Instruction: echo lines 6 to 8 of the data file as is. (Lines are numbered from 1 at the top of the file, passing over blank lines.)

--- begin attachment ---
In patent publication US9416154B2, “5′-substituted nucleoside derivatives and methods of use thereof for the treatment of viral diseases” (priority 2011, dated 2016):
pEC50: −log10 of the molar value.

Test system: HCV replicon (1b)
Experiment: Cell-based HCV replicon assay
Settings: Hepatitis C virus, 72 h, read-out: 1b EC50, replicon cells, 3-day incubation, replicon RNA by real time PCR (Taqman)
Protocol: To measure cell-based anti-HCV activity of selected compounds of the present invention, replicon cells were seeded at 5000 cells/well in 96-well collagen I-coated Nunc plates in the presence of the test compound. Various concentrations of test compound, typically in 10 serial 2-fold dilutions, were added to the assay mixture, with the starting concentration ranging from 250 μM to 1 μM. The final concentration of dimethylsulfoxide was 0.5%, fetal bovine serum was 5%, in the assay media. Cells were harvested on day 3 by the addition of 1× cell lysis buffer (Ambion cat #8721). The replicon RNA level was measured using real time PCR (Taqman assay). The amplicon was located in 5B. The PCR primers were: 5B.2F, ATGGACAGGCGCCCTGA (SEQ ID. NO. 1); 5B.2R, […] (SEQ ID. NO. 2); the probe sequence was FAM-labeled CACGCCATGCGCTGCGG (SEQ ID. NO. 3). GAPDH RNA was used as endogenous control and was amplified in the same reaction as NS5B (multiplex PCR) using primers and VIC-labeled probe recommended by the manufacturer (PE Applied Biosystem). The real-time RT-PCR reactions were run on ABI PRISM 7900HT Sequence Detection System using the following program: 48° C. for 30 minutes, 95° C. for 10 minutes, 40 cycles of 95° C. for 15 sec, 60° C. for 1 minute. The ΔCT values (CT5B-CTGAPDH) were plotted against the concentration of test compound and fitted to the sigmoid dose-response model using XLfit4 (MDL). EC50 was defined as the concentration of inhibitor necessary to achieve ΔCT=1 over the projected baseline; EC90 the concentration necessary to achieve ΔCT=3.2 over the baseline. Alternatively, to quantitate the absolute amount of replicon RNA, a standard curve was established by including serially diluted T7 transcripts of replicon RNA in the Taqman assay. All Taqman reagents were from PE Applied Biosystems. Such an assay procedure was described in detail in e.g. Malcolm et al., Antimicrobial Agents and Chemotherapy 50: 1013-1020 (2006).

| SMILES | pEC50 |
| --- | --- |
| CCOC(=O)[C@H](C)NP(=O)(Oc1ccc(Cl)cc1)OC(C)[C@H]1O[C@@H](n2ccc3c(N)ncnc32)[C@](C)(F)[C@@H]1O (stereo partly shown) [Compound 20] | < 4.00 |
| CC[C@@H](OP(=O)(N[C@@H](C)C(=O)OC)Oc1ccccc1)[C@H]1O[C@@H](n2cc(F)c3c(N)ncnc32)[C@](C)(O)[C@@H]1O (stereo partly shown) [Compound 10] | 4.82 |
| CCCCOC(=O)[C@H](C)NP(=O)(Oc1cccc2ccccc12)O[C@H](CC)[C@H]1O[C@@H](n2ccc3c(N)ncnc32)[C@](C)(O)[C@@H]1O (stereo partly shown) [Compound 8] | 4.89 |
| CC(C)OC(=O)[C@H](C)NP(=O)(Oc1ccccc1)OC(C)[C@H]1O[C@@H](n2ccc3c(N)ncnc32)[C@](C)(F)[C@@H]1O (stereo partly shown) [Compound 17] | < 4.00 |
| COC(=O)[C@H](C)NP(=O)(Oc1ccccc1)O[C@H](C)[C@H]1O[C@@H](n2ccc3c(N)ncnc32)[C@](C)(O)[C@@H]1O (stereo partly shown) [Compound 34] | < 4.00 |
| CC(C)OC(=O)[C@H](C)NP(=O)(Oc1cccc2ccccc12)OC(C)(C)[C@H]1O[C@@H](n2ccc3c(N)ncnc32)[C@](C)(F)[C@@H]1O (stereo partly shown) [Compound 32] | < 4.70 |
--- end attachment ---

Protocol: To measure cell-based anti-HCV activity of selected compounds of the present invention, replicon cells were seeded at 5000 cells/well in 96-well collagen I-coated Nunc plates in the presence of the test compound. Various concentrations of test compound, typically in 10 serial 2-fold dilutions, were added to the assay mixture, with the starting concentration ranging from 250 μM to 1 μM. The final concentration of dimethylsulfoxide was 0.5%, fetal bovine serum was 5%, in the assay media. Cells were harvested on day 3 by the addition of 1× cell lysis buffer (Ambion cat #8721). The replicon RNA level was measured using real time PCR (Taqman assay). The amplicon was located in 5B. The PCR primers were: 5B.2F, ATGGACAGGCGCCCTGA (SEQ ID. NO. 1); 5B.2R, […] (SEQ ID. NO. 2); the probe sequence was FAM-labeled CACGCCATGCGCTGCGG (SEQ ID. NO. 3). GAPDH RNA was used as endogenous control and was amplified in the same reaction as NS5B (multiplex PCR) using primers and VIC-labeled probe recommended by the manufacturer (PE Applied Biosystem). The real-time RT-PCR reactions were run on ABI PRISM 7900HT Sequence Detection System using the following program: 48° C. for 30 minutes, 95° C. for 10 minutes, 40 cycles of 95° C. for 15 sec, 60° C. for 1 minute. The ΔCT values (CT5B-CTGAPDH) were plotted against the concentration of test compound and fitted to the sigmoid dose-response model using XLfit4 (MDL). EC50 was defined as the concentration of inhibitor necessary to achieve ΔCT=1 over the projected baseline; EC90 the concentration necessary to achieve ΔCT=3.2 over the baseline. Alternatively, to quantitate the absolute amount of replicon RNA, a standard curve was established by including serially diluted T7 transcripts of replicon RNA in the Taqman assay. All Taqman reagents were from PE Applied Biosystems. Such an assay procedure was described in detail in e.g. Malcolm et al., Antimicrobial Agents and Chemotherapy 50: 1013-1020 (2006).

| SMILES | pEC50 |
| --- | --- |